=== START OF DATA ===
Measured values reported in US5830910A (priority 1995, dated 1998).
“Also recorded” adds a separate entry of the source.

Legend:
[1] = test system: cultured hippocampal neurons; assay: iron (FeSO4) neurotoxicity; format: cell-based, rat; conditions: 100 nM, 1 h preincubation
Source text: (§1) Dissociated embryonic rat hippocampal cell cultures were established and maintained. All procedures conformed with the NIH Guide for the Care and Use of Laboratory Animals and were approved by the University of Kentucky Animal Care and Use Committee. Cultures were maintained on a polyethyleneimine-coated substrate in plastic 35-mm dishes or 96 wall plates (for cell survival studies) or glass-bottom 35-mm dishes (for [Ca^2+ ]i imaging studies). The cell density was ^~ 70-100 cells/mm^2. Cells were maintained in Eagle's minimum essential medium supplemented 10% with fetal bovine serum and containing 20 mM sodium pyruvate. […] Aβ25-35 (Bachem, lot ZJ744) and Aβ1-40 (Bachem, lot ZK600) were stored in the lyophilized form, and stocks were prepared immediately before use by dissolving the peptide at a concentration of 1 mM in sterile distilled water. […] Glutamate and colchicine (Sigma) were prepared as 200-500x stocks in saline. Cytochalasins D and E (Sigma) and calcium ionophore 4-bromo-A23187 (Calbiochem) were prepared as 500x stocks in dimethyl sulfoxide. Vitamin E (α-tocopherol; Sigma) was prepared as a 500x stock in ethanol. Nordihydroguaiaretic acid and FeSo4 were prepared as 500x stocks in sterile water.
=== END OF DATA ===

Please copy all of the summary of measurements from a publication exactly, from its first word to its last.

Measured values reported in US5830910A (priority 1995, dated 1998).
“Also recorded” adds a separate entry of the source.

Legend:
[1] = test system: cultured hippocampal neurons; assay: iron (FeSO4) neurotoxicity; format: cell-based, rat; conditions: 100 nM, 1 h preincubation
Source text: (§1) Dissociated embryonic rat hippocampal cell cultures were established and maintained. All procedures conformed with the NIH Guide for the Care and Use of Laboratory Animals and were approved by the University of Kentucky Animal Care and Use Committee. Cultures were maintained on a polyethyleneimine-coated substrate in plastic 35-mm dishes or 96 wall plates (for cell survival studies) or glass-bottom 35-mm dishes (for [Ca^2+ ]i imaging studies). The cell density was ^~ 70-100 cells/mm^2. Cells were maintained in Eagle's minimum essential medium supplemented 10% with fetal bovine serum and containing 20 mM sodium pyruvate. […] Aβ25-35 (Bachem, lot ZJ744) and Aβ1-40 (Bachem, lot ZK600) were stored in the lyophilized form, and stocks were prepared immediately before use by dissolving the peptide at a concentration of 1 mM in sterile distilled water. […] Glutamate and colchicine (Sigma) were prepared as 200-500x stocks in saline. Cytochalasins D and E (Sigma) and calcium ionophore 4-bromo-A23187 (Calbiochem) were prepared as 500x stocks in dimethyl sulfoxide. Vitamin E (α-tocopherol; Sigma) was prepared as a 500x stock in ethanol. Nordihydroguaiaretic acid and FeSo4 were prepared as 500x stocks in sterile water.